Christy Michaels Tremblay
as a second language
area of Christy Tremblay's childhood home was always stocked with
art supplies, giving her the opportunity to create every day. She
was also surrounded by music, but her piano playing has fizzled
while her art continues on. Christy was born in Florida but the
family moved to Washington when she was three. After a yearlong
stint in Portland, Christy and family are back in Seattle.
Kind of blue
Family vacations to Hawaii, road trips to California and camping
along the Washington and Oregon coasts all continue to influence
Christy Tremblay's artwork.
"I'm drawn to using blue in many of my paintings," she
said. "Actually, I'm trying to not always use blue because
I seem to always want to use it."
Blues," mixed media on canvas, 36" x 36"
Christy often sees groupings that inspire her to use the same colors
in a painting.
"A lot of colors in nature complement each other naturally,"
she said. "I see the light blue sky next to a tree of green
and gold leaves and I have to paint the colors not the tree,
but the colors."
The color of a vintage door, an Italian stucco finish on a building,
and the curves, lines and textures of a landscape can all induce
Christy to paint. She rarely paints the actual images; it's those
colors, textures and emotions she's interested in.
"Sometimes there's a story behind a painting, but it's more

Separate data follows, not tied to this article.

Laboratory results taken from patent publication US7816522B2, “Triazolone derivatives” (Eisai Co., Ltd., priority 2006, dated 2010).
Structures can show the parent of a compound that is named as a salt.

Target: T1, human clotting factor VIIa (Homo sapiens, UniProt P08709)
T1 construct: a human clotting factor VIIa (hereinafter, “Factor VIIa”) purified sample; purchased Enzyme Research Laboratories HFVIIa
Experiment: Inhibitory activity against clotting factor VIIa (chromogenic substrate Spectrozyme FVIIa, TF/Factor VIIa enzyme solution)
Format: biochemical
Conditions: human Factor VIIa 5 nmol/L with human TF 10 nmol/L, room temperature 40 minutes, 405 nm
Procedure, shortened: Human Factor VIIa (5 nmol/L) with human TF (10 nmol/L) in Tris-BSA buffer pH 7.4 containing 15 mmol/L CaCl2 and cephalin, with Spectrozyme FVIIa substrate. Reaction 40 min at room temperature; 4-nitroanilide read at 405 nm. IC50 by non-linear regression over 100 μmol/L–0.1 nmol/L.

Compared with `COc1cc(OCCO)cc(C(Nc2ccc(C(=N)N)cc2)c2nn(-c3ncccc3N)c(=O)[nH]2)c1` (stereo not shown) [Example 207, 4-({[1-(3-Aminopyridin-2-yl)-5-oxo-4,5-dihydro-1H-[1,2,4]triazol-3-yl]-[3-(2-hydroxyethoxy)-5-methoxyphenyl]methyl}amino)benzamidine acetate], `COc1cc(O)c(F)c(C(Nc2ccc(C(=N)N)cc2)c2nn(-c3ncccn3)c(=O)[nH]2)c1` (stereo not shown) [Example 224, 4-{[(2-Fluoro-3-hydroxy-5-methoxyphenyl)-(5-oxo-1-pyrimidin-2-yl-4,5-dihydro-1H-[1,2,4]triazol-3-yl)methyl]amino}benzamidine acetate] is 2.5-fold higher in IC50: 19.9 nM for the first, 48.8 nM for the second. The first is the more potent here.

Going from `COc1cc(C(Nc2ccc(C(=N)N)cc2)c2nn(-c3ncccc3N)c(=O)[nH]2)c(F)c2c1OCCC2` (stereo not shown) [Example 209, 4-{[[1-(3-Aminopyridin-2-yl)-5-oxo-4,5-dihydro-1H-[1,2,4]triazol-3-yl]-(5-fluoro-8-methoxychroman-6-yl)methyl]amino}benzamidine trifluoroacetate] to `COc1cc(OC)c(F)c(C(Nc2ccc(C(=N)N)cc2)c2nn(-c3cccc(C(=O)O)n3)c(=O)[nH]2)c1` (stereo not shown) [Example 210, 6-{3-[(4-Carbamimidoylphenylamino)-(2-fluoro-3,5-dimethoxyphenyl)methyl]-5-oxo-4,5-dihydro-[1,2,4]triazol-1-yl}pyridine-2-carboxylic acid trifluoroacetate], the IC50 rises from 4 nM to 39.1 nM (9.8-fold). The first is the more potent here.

a story of remembering a memory, emotion or the colors of a place
I visited," she said. "It's as though I re-create a memory
or a story through color and texture.
"I love that my work evokes different feelings for different
people. Depending on someone's experiences, they can interpret a
painting to be meaningful to them in a way that nobody else does."
Though her parents are not artists as far as their jobs are concerned,
Christy's childhood home could have been mistaken for the home of
artists because of the atmosphere her folks created.
Her mother checked out paintings by Mary Cassatt from the local
library. Her father would take paintings Christy and her sisters
made, have them framed and hang them in the house, which made Christy
feel she was good at art.
"Dad was always pointing out things to me, especially in nature,"
she said. "He still gets me to stop and look at the details
or colors of a flower or tree.
mixed media on canvas, 20" x 40"
"My mom writes poetry and has many poems published. She does
a lot of local readings and continues to send out poems for publishing."
During her year in Portland, Christy and her mom collaborated on
a show. The show was titled Vintage Collecting Memories and Christy's
paintings were inspired by her mother's poems, which were also on
Pottery, woodworking and a basic art class were the extent of Christy's
high school art studies. Her main focus was running. A competitive
runner, she went to Northern Arizona University on a scholarship
and competed for four years. She graduated with her degree in elementary
"I didn't take any art classes in college," she said.
"I do remember walking through the art department to my teaching
classes and thinking, 'This is really what I should be doing,' but
for some reason I went in a different direction."
Christy started teaching in Kirkland, Wash. In 1997-98 she lived
in South Korea and taught English as a second language. She traveled
all over South Korea and spent two months in Thailand.
"I absolutely loved Korea the people, the food, the
landscapes. But I returned to Seattle after one year and taught
ESL in the Renton school district," she said. "I met my